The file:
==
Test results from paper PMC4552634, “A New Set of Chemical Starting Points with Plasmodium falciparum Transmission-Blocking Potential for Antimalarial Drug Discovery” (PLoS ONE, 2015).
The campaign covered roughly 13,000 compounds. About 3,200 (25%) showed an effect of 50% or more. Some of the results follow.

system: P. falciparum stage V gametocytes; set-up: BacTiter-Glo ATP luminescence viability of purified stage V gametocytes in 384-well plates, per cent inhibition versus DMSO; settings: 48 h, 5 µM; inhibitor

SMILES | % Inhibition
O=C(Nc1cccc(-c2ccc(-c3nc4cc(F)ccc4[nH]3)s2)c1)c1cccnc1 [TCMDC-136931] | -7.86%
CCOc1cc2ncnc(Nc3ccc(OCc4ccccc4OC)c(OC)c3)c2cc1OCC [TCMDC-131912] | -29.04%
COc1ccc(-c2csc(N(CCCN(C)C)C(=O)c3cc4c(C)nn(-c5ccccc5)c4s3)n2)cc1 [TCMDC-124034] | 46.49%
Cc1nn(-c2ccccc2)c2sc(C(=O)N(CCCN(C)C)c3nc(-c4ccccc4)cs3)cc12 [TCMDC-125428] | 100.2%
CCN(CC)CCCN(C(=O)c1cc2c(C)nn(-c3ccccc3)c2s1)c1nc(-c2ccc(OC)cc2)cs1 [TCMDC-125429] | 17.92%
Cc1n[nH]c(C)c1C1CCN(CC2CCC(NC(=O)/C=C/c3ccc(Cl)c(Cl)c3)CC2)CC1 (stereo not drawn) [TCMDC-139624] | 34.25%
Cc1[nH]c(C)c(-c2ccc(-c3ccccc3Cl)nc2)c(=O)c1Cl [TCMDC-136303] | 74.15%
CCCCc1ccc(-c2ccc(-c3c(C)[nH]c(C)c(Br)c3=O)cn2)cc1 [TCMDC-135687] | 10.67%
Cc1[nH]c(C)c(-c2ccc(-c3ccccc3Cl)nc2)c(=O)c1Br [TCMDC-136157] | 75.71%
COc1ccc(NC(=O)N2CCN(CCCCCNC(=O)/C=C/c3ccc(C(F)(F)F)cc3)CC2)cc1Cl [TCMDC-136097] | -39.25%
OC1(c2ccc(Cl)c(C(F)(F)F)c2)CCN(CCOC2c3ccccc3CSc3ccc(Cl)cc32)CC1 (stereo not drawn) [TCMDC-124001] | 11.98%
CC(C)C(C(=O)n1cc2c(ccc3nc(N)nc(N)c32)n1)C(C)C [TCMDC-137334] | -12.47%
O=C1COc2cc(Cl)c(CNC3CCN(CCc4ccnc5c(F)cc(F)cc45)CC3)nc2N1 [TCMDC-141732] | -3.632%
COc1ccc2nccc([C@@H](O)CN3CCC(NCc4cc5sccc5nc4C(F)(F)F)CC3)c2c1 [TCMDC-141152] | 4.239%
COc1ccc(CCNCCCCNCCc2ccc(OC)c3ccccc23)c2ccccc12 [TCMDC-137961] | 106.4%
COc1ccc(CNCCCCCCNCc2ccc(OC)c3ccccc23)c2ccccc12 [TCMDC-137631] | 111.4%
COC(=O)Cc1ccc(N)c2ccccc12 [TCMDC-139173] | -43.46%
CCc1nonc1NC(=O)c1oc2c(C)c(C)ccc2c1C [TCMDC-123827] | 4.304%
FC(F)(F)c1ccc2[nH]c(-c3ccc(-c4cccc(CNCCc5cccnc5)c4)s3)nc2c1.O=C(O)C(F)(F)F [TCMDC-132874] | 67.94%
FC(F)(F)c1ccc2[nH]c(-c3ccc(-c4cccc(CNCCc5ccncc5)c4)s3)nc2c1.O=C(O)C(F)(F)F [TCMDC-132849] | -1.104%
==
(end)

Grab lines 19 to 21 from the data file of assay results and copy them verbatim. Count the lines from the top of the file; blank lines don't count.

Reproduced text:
COc1ccc(CCNCCCCNCCc2ccc(OC)c3ccccc23)c2ccccc12 [TCMDC-137961] | 106.4%
COc1ccc(CNCCCCCCNCc2ccc(OC)c3ccccc23)c2ccccc12 [TCMDC-137631] | 111.4%
COC(=O)Cc1ccc(N)c2ccccc12 [TCMDC-139173] | -43.46%